Mandatory AI Safeguards on the Cards in OZ

Mandatory AI Safeguards on the Cards in OZ

As debates around AI safety continue, Australia has vowed to impose mandatory safeguards for “high-risk” AI in a move meant to promote responsible innovation and use of the technology.

This comes as there have been growing concerns over the downside of AI, especially with regards to privacy and safety. Yet governments everywhere also agree that AI technology can transform economies across all sectors, creating scope to support more AI innovations.

Australians don’t trust AI

The pledge by the Australian government follows a consultation it carried out last year into responsible AI developments. The consultation received over 500 responses, according to a TechFinitive report.

According to the report, the responses highlighted that about a third of Australians believe the country does not have adequate guardrails to ensure safe development, deployment, and use of AI.

“While AI is forecast to grow our economy, there is low public trust that AI systems are being designed, developed, deployed, and used safely and responsibly,” the paper said.

“This acts as a handbrake on business adoption and public acceptance.”

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Government steps in

Although there are no clear steps to follow yet, the government is taking cognizance of the concerns raised by Australians. While the government considers the specific mandatory guardrails, and if they involve tweaking the existing laws, they promise their aim is to protect citizens from irresponsible AI developments.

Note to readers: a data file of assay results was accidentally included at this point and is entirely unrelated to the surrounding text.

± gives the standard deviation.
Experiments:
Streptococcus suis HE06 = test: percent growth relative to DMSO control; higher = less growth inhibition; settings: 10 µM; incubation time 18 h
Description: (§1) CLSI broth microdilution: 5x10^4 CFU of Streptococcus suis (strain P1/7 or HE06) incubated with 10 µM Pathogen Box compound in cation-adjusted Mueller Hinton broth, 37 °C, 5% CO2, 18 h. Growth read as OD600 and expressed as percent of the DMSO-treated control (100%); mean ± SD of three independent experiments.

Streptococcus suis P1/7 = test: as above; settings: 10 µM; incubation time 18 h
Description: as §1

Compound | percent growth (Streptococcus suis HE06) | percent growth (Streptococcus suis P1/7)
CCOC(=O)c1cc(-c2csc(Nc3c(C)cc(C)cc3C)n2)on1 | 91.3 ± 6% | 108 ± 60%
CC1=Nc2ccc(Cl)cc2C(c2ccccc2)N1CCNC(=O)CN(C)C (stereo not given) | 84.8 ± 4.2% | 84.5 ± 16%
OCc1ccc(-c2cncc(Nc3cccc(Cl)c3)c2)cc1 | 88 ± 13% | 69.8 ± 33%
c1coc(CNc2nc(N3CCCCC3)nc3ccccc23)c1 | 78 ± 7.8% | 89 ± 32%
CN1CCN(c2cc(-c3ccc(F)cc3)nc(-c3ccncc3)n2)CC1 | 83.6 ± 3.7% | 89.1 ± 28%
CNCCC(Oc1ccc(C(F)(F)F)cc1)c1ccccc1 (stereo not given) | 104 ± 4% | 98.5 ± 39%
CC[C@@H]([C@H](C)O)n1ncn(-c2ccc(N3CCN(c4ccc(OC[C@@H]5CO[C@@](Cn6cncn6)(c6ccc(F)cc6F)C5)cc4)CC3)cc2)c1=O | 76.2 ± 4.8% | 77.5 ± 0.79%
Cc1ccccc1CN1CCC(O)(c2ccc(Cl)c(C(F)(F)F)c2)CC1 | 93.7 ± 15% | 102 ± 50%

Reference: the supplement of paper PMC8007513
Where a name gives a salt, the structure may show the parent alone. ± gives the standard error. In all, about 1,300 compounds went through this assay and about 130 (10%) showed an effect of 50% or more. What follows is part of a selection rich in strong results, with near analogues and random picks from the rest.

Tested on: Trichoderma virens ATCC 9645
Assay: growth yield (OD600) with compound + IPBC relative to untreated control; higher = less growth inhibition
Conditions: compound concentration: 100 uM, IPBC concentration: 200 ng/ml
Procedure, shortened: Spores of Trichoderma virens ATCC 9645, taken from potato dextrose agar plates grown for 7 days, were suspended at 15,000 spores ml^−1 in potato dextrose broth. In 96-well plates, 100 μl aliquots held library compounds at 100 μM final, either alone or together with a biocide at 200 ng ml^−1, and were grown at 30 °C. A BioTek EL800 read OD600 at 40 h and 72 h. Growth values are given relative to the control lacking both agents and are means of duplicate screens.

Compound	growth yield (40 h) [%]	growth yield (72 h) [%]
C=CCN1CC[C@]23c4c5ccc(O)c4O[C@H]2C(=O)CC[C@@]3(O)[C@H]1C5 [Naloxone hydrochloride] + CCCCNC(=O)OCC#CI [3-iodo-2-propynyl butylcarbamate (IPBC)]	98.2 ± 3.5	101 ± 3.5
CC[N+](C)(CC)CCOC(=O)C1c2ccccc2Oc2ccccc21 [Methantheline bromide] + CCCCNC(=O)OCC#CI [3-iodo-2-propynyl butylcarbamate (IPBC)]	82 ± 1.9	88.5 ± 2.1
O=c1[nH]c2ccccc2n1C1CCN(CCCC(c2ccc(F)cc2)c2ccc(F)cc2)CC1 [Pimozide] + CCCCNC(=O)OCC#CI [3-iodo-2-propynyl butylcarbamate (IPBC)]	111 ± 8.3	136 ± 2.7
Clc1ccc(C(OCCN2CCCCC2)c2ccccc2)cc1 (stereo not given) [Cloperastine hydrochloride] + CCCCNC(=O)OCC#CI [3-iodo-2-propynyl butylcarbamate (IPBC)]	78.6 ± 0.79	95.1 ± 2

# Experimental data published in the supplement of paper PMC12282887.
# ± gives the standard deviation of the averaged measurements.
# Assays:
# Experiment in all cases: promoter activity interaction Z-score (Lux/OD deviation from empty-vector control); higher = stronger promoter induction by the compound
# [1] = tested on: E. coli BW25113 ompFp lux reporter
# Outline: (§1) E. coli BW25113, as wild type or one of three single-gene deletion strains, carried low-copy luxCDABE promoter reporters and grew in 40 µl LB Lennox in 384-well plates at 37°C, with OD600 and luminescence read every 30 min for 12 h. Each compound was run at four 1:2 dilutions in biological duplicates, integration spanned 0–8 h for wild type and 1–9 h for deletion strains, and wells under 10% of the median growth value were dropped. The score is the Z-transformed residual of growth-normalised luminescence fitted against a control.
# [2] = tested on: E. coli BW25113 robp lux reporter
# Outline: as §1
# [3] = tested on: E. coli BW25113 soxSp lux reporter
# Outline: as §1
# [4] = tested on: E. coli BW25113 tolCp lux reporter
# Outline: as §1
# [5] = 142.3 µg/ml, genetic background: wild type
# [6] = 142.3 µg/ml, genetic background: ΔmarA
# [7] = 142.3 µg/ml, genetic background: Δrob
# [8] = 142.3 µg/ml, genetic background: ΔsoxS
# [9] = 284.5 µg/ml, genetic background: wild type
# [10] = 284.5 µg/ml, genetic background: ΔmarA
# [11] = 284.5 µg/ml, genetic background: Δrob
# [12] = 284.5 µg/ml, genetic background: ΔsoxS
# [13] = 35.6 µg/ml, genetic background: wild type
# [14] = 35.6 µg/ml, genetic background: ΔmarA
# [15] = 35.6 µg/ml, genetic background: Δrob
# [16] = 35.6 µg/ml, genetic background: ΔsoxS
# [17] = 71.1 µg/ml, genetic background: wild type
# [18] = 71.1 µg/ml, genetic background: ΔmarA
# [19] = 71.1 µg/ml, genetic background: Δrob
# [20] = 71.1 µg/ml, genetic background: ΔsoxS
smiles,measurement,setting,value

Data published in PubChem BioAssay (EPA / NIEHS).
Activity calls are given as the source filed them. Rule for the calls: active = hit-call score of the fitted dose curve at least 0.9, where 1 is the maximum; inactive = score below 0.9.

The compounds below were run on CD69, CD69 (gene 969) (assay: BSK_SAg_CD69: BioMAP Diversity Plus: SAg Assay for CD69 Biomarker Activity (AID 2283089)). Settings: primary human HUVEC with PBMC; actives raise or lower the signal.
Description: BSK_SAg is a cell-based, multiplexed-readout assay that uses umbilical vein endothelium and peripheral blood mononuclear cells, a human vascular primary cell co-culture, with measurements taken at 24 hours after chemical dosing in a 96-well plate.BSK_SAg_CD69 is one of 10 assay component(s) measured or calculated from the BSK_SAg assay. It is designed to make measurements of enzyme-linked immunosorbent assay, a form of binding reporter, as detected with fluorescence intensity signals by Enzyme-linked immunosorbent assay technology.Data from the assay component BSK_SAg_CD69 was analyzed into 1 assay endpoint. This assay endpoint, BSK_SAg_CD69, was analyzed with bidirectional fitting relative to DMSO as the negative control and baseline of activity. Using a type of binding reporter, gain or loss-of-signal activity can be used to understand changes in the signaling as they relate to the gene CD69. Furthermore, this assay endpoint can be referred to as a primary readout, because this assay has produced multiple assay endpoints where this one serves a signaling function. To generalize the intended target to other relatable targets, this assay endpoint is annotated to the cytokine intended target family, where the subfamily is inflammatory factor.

The guardrails will aim to “promote the safe design, development, and deployment of AI systems,” and this will relate to testing and accountability.

“We have heard loud and clear that Australians want stronger guardrails to manage higher-risk AI,” Australian Minister for Industry and Science Ed Husic said off the back of the federal government’s interim response to the industry consultation.

While plans are underway for the mandatory guardrails, the government also promised continued use of what they termed “low-risk” AI.

Possible course of action

The government of Australia has also pledged to work with industry players to come up with ideal safeguards. This includes labeling and watermarking AI content, which is also being adopted in other countries as a step towards limiting AI misinformation and allowing users to distinguish between AI-generated content and the original human-made one.

Additionally, an advisory board will be set up to help in the setting up of the practical guardrails.

“We want safe and responsible thinking baked in early as AI is designed, developed and deployed,” Husic said.

According to TechFinitive, Australia will also closely watch how other countries like the US, Canada, and the EU are combating the challenges posed by AI. The EU has already come up with a Digital Services Act that seeks to create a safer digital space “where the fundamental rights of users are protected.”

Among other issues the Act will address is the ban on the use of AI for “high-risk activities such as biometric surveillance, social scoring, and untargeted scraping of facial images.”

The EU has also called on tech firms to watermark AI content, while these organizations also pledged at the White House for responsible AI developments, deployment, and usage. One of their voluntary pledges was agreeing to watermark AI content.

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